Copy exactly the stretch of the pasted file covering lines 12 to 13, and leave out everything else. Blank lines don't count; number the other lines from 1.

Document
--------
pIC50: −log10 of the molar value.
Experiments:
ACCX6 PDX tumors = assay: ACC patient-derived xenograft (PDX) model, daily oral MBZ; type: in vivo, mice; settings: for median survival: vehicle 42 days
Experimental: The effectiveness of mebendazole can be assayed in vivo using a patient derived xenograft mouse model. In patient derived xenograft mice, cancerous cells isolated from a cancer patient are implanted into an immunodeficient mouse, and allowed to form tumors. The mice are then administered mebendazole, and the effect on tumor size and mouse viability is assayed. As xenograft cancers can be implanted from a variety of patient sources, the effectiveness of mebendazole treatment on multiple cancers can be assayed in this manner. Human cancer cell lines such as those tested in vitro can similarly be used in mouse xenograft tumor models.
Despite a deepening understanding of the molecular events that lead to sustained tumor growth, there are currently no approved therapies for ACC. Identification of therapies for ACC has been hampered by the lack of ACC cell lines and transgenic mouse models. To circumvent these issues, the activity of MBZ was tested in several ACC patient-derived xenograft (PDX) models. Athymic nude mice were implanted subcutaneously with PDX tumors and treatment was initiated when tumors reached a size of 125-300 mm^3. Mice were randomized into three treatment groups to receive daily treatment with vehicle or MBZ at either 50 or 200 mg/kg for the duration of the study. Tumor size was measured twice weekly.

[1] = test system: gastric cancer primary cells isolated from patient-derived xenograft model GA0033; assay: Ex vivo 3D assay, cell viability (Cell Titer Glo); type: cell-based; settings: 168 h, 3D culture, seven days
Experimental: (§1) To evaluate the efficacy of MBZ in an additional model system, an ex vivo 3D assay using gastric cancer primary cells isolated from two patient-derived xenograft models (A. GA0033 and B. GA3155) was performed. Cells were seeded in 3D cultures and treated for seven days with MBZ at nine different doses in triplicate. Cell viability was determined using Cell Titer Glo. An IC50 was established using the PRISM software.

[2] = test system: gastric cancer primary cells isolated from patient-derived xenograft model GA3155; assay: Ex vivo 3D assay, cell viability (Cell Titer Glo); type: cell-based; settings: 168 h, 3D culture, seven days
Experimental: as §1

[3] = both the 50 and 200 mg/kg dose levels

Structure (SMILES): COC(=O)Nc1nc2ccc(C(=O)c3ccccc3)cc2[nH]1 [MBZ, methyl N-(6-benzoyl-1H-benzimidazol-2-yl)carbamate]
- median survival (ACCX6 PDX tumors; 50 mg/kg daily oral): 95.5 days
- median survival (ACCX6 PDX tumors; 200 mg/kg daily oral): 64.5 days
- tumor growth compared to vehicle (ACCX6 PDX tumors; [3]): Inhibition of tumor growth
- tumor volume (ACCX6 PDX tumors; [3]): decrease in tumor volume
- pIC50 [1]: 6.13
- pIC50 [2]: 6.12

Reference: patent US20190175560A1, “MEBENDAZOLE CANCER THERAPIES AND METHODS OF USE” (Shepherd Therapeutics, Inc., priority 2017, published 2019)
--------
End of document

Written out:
- median survival (ACCX6 PDX tumors; 50 mg/kg daily oral): 95.5 days
- median survival (ACCX6 PDX tumors; 200 mg/kg daily oral): 64.5 days